I don’t know how they divvy it up—that revolving series of homeless men—on that corner of Woodward and 8 Mile. How they decide whose turn it is to work the postage stamps of property at the light and beside the bridge. The youngest at the moment is long and lanky, dark-skinned and tall even as he hunches his shoulders or leans into the guardrail at his back, and good-looking under his scruff. He’s just the type I’d have gone for in my 20s. As I hand him a couple bucks or some of the protein bars I buy in bulk at Costco, I wonder, who is missing this man? Who, somewhere, looks at his photo and touches the face of it, tenderly, and thinks about him?
Then there’s Bill with his Irishman’s beard, Bill who’s grizzled to his bones, the crags on his cheeks like a street map visible from a block away. He’s no song-and-dance man, doesn’t even carry a sign, just stands there watching cars go past. I ask after his bad foot. He tells me it’s getting better. Does he have enough food, water? Yes, he says, yes.
I live here, so I can say this: I sometimes hate my city with its throwaway humans, my city of bulletproof glass, shuttered factories. City of Downtown and Midtown newly thriving, alive with millennials in their shiny condos. With businessmen buying up all the good buildings, so we say, Thank you. Thank you so much. The rest of the city still scrabbling along as usual, because that’s what people here know how to do. My former Paris of the Midwest, former City of Trees, before all the elms died.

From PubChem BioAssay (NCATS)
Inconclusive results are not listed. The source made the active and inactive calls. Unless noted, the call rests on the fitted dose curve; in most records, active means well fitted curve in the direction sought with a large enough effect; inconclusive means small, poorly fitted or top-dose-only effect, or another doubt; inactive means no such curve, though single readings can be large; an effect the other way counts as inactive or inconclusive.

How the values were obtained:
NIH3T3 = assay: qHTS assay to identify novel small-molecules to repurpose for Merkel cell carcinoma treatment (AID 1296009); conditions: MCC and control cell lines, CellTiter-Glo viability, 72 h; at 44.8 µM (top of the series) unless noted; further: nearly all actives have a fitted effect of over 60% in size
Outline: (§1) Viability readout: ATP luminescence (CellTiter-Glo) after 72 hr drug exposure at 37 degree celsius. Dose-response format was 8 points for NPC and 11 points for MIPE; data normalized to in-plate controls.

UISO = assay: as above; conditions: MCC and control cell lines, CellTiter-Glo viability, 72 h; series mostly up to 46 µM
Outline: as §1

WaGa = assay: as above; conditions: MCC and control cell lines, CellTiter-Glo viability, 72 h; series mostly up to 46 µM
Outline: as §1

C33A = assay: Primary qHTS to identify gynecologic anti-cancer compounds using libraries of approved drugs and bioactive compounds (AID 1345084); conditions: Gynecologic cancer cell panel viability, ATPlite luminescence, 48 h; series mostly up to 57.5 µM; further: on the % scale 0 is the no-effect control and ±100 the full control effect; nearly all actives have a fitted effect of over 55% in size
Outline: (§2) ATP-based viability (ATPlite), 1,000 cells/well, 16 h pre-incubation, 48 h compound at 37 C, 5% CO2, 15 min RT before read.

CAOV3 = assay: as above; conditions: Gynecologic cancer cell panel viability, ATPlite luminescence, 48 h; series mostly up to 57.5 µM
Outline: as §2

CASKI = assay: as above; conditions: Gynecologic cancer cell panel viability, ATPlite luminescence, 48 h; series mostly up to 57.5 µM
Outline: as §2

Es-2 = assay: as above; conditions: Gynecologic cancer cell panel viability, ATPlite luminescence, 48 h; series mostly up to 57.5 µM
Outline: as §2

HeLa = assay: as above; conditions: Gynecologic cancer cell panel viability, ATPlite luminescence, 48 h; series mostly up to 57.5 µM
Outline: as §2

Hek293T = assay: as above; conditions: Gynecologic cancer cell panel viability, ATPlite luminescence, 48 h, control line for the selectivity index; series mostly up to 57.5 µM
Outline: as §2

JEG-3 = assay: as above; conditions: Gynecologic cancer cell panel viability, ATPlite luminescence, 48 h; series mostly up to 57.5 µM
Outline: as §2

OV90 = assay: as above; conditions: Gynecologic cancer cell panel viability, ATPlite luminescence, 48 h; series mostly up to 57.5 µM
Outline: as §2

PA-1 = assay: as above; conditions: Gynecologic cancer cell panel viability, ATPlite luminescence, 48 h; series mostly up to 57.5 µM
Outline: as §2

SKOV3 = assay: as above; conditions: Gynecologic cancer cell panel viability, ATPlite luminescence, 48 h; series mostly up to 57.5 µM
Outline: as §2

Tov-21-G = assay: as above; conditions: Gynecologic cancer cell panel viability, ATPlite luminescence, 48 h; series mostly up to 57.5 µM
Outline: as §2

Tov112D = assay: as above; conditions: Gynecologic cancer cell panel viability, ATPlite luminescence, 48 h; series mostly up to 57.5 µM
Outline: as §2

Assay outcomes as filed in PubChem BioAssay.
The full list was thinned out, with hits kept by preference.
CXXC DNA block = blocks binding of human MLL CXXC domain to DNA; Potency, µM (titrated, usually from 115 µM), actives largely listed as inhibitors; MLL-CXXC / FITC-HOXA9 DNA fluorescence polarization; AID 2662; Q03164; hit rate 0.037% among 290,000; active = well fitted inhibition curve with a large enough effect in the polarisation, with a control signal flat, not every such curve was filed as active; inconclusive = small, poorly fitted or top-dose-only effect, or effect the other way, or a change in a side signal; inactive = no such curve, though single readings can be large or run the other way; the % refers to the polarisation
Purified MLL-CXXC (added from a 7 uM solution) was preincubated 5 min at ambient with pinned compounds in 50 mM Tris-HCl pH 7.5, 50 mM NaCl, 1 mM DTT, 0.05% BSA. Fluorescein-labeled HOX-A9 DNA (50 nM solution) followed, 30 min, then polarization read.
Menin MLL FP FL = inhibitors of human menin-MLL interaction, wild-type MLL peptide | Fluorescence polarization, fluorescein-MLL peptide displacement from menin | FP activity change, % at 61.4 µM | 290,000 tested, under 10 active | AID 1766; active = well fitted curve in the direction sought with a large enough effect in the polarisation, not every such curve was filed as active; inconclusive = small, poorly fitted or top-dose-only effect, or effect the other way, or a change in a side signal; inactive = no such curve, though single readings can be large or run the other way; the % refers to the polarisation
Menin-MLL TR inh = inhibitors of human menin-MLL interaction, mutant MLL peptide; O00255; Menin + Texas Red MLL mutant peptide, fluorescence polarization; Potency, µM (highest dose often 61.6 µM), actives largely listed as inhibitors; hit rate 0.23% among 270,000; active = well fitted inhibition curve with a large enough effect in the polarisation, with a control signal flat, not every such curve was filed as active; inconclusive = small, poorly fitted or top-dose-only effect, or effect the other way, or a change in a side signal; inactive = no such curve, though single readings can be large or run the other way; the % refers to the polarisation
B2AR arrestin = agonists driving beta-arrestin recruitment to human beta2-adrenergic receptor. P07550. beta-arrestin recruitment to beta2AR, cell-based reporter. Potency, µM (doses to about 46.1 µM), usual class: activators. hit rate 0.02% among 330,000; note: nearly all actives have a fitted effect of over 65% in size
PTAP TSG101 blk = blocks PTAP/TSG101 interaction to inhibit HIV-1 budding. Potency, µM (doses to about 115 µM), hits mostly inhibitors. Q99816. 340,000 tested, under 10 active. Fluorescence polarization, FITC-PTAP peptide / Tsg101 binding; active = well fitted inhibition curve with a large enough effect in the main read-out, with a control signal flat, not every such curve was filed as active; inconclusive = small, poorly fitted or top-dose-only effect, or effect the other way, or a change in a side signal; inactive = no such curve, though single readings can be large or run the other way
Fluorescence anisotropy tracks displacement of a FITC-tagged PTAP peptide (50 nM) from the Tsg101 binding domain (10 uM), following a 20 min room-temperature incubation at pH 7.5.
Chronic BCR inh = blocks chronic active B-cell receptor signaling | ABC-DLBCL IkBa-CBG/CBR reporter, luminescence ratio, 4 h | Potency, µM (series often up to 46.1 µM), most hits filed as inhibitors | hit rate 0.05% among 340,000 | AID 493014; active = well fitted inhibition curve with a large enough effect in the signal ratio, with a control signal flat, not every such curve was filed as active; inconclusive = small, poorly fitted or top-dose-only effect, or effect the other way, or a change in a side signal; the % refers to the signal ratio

I hate the ugly house down the block where a former councilwoman crept after jail and lurks in the dark. I hate the empty gaze of the train station on Michigan Avenue, the old men and women who go on walking my good neighborhood with big sticks and cans of mace just in case, the fields in the disappeared neighborhoods where homes used to stand, where in spring the lilacs grow wild as hope around heaps of illegally dumped tires, which will catch fire come summer.